In the second-ever Supreme Court appearance by a sitting prime minister, Gilani struck a conciliatory note but stuck to his guns in arguing that he could not ask Switzerland to reopen a corruption case against President Asif Ali Zardari.
"I have come today to show my respect to this court," Gilani told the seven judges. "It will not give a good message to proceed against a president who is elected by a two-thirds majority."
And he insisted, "There is complete immunity for heads of state everywhere."
But Justice Sarmad Jalal Osmany said that refusing to implement a court order is tantamount to contempt of court.
The case arises from the government’s refusal to implement a court order to write to the Swiss authorities about the Zardari graft case on the grounds that the head of state enjoys immunity from prosecution.
Although never convicted, Zardari spent 11 years in jail on charges including corruption and murder.
He and his late wife, Benazir Bhutto, were suspected of using Swiss bank accounts to launder about nine million euros allegedly paid in bribes by companies seeking customs inspection contracts in the 1990s when Benazir was prime minister.
A Swiss prosecutor has said it would be impossible to reopen the case wile Zardari is president because of the immunity question.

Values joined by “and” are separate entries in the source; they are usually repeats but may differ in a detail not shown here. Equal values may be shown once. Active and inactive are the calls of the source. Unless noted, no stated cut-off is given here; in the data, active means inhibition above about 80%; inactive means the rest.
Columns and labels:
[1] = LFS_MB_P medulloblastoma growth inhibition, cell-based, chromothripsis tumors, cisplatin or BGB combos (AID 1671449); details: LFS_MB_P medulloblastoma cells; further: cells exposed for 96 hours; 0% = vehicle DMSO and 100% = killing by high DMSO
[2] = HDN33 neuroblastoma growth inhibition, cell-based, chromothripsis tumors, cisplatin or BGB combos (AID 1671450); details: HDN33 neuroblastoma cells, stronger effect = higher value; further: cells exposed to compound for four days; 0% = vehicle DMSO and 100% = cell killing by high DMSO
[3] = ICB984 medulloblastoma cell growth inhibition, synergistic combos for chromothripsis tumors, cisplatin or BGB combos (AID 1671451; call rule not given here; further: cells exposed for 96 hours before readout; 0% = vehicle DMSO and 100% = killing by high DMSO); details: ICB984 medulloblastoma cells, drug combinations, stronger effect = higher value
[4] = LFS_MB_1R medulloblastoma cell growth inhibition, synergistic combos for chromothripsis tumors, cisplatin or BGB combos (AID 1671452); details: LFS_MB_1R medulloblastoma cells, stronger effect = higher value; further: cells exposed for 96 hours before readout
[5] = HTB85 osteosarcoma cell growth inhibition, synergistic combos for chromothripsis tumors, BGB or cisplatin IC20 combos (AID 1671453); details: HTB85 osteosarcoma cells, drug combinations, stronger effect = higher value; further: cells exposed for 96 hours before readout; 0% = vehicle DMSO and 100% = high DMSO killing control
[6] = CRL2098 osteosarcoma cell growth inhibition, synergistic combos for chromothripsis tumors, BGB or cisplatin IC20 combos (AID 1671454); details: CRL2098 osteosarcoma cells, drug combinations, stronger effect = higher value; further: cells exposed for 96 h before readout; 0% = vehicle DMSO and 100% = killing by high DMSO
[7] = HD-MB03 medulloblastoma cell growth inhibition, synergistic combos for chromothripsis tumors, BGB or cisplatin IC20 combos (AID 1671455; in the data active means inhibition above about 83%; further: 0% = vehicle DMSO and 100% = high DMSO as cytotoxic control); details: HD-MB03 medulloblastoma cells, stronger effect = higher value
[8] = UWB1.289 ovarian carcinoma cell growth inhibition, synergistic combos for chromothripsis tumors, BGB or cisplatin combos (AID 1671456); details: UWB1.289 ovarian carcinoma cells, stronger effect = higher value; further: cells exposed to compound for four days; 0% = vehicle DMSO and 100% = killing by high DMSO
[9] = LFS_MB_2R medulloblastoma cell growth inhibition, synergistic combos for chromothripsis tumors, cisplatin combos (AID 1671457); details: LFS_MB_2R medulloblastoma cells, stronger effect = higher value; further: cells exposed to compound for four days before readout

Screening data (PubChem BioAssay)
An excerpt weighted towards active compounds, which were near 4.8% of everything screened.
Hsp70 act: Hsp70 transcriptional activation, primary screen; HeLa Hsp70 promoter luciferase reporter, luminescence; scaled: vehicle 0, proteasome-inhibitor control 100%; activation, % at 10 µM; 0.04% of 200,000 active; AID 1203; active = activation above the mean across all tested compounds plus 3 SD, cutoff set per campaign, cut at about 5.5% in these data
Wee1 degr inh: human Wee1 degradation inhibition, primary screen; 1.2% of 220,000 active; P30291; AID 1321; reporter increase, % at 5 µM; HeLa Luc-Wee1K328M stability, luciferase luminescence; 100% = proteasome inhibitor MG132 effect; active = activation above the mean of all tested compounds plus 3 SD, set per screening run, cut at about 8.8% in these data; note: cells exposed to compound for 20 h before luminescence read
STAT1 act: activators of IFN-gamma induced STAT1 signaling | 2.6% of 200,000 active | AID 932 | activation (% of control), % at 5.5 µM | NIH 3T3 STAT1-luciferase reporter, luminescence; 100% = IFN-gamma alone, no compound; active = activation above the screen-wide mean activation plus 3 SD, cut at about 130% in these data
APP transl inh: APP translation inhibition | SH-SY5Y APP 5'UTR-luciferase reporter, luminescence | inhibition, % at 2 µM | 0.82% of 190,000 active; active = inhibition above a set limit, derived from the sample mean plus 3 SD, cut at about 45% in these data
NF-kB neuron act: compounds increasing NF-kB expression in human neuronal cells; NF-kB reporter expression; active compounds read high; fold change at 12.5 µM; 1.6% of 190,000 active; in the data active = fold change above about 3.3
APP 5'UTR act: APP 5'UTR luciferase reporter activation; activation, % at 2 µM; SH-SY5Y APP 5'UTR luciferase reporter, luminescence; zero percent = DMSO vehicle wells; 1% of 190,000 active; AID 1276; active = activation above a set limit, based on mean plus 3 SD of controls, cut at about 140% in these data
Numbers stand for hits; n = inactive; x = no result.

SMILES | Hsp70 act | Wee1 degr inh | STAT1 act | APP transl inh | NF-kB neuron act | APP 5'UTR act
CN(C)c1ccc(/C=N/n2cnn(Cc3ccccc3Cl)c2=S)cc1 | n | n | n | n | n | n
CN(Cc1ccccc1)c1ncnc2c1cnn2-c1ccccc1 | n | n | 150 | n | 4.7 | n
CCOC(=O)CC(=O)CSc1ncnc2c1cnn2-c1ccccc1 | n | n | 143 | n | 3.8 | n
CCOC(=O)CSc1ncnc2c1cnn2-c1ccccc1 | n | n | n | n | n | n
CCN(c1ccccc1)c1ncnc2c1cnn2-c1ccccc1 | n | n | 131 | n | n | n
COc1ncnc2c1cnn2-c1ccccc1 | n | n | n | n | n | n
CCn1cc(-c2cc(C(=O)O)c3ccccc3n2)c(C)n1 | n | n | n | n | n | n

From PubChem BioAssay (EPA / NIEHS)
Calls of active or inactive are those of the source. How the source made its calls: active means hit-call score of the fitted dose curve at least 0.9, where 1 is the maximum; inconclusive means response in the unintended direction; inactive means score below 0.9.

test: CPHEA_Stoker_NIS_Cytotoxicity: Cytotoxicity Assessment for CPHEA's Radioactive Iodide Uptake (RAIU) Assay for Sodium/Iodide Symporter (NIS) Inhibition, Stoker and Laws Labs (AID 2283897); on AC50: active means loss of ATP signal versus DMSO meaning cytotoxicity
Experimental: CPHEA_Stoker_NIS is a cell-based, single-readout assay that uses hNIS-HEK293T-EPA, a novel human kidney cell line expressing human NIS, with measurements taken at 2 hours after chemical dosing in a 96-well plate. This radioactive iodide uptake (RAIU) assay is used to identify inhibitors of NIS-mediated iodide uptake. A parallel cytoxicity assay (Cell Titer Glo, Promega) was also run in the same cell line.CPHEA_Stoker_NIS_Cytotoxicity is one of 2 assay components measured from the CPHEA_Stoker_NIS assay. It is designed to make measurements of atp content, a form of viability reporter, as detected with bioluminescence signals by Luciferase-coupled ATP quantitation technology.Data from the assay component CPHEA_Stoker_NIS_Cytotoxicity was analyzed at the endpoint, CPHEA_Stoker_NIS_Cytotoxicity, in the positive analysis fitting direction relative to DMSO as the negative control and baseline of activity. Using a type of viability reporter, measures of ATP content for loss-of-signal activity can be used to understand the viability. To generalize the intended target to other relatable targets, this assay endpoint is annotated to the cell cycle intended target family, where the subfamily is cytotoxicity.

Gilani’s laywer, Aitzaz Ahsan – who is widely respected for helping win the reinstatement of judges fired by former military president Pervez Musharraf – asked the court for a month to prepare the case but judges told him he could have access to all necessary records within two days and set a new date for 13 days time.
Gilani could be jailed for six months and disqualified from public office if found guilty of contempt, legal experts say.
The case has become a key element in the confrontation between the president and government, on one side, and the Supreme Court and the military on the other. It has plunged the country into crisis and could lead to either a military coup or an early election.
The court was so crowded that visitors needed passes to watch the proceedings.
Ministers from Gilani’s People’s Party (PPP) and the Awami National Party, which is part of the ruling coalition, accompanied him in a show of solidarity but the Pakistani press reports that there were no members of another coalition partner, the Karachi-based Muttahida Qaumi Movement (MQM) present.
There could be more trouble for the government on 24 January.
The man at the centre of the Memogate scandal has been granted a visa by the Pakistani embassy in Bern, Switzerland, according to his lawyer, and is expected to arrive on that day to give evidence at the Supreme Court in that case.
Pakistani-American businessman Mansoor Ijaz claims to have been asked to pass on a memo asking for US help in the event of a military coup.
He claims to have been threatened by the government and will be provided with security by the army.
Former president Pervez Musharraf, however, may delay his planned return from self-imposed exile because the authorities say he would be arrested.
“His friends and party officials want him to postpone it for some time,” Mohammad Amjad, the senior vice-president of Musharraf’s newly founded All Pakistan Muslim League told the AFP news agency.